|Rurik in the distance comes about|
to finish off the Asama.
Since combat takes place simultaneously, we recorded hits and critical hits using some Litko markers I’d acquired a while ago. Water plume markers noted normal, one-point hits, while blast markers indicated critical hits to resolve after everyone had attacked. Aside from looking great on the table, it enabled us to tally hits and effects at the end of the combat phase...often without knowing how critical hits would affect a ship’s future performance. On several occasions a pile of critical hits on a ship resolved into reductions of firepower, speed, or maneuverability, sparing it multiple losses of two flotation points each and providing some uncertainty whether a barrage sank or severely damaged a vessel.
Overall the battle was very evenly matched. We very quickly learned to keep targets in our broadside fire arcs, as the fore and aft arcs limited the full firepower and overall range effectiveness. Lining targets up in torpedo fire arcs was tough with only a three-hex range, suitable for the torpedo technology of the time. No doubt had we not used the “Critical Damage Table” ships would have reached their critical flotation points faster and had to withdraw sooner...and they wouldn’t have been hindered by lost propulsion or rudder controls in withdrawing. The battle would have run much faster. But we enjoyed trying to press the attack while still suffering from critical damage limitations.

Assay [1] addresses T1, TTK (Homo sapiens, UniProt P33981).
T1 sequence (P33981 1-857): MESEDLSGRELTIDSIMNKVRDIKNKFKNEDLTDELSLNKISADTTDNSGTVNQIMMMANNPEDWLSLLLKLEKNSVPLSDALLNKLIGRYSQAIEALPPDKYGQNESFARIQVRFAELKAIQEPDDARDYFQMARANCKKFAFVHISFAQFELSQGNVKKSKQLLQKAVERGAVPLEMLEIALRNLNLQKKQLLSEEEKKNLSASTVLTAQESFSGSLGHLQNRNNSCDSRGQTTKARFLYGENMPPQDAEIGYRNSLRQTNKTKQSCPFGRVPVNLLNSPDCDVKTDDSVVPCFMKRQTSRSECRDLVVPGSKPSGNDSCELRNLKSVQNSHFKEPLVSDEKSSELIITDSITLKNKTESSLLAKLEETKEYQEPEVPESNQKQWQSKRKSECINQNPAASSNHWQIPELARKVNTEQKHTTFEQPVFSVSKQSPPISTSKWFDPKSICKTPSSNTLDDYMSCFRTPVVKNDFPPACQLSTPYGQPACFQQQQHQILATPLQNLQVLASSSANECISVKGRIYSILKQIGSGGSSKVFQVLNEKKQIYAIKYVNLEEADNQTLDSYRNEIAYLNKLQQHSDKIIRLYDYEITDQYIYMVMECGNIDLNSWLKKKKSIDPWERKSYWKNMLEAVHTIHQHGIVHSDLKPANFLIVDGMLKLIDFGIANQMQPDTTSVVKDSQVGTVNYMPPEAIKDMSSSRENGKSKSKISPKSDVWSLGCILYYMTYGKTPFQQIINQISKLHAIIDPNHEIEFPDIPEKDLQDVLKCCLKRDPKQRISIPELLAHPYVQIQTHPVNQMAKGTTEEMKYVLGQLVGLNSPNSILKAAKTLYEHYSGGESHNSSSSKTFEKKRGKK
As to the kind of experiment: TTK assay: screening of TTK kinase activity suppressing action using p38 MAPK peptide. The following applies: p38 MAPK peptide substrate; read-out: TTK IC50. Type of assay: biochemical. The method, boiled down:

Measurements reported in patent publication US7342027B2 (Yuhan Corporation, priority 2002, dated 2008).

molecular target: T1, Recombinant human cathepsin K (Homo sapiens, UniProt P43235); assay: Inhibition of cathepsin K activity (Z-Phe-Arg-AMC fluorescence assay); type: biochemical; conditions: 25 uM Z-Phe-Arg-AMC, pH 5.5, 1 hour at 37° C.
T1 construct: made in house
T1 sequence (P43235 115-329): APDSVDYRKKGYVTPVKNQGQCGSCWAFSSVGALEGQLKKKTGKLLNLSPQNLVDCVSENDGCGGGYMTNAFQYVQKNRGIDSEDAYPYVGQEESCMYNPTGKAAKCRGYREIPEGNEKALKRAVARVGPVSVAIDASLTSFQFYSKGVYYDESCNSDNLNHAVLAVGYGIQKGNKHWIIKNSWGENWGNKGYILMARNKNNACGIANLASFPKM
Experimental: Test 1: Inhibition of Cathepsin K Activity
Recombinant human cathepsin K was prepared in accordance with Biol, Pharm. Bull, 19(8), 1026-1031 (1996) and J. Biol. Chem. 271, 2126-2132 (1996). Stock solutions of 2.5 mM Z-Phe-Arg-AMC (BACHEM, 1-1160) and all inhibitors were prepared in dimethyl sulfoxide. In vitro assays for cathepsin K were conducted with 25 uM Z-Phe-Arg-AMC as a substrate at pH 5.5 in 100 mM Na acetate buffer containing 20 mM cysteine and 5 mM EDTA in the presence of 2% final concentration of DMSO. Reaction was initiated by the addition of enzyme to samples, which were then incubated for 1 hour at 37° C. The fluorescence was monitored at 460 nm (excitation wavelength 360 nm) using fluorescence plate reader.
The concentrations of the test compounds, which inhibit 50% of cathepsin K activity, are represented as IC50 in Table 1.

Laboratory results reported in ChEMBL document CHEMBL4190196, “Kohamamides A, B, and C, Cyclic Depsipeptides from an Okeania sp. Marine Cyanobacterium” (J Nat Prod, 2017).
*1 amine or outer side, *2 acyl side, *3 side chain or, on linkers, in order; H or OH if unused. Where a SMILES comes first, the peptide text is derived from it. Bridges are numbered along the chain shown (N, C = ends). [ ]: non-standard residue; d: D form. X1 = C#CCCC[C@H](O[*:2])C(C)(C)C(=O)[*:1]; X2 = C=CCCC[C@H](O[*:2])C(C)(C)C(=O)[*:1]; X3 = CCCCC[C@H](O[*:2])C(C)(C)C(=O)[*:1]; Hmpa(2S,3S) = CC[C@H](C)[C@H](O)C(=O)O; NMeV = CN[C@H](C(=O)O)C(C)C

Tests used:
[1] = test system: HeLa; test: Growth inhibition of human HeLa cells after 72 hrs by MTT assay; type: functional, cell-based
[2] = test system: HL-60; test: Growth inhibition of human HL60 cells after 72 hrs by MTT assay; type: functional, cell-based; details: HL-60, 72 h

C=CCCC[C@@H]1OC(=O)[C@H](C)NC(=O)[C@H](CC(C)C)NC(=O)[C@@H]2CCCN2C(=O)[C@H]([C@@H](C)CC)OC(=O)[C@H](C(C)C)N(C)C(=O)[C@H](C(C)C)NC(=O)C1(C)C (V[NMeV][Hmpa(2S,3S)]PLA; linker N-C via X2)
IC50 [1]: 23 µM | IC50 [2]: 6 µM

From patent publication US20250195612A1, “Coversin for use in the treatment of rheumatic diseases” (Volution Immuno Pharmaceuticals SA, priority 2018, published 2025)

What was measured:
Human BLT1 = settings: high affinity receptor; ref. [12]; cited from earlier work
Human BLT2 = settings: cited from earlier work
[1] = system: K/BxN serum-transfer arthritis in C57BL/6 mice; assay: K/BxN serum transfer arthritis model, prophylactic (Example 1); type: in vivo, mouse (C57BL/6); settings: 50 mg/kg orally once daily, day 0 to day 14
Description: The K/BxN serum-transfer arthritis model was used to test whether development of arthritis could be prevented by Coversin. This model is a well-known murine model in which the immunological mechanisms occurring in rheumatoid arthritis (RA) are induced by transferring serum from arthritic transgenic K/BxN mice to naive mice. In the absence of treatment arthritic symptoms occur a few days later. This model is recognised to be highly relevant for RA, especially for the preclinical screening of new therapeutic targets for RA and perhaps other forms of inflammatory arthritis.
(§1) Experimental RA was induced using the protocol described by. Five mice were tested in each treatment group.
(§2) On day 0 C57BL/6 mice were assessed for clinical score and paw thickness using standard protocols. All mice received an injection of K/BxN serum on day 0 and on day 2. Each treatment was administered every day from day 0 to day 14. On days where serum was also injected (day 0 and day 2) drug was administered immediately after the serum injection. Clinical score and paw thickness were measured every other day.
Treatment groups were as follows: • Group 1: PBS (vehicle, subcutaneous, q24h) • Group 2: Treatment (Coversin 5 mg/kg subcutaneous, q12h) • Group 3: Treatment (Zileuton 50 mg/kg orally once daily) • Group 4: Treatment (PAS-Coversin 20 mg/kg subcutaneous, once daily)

|Ships with stat cards: Borodino|
has already taken a hit.
I noted a few adjustments for future games. My stat card designs need symbols to note how many torpedo attacks a ship has made (the rules limit them to four per ship). I also need to find another slight bonus to favor the Japanese forces, possibly something related to their superior gunpowder used at the time (I’m still reading Osprey’s Tsushima 1905 for research). I’m considering a modifier when rolling 2d6 on the “Critical Damage Table” for enemy ships hit by Japanese gunfire, since that’s weighted to more severe damage on the higher end (notably the “12” result...losing 3 flotation points). I’m also considering changing the first three results in which a ship just loses 2 flotation points and putting them at the higher end. Our game proved that while other critical damage results affect play, they don’t contribute to the vessel’s destruction as quickly as regular hits.
Now that we’re familiar with the rules and their nuances, our next step is to play out a larger battle using more ships. I have two battleships and cruisers for each Russian and Japanese force. If my son continues to enjoy this pursuit I expect I’ll be ordering and painting a few more....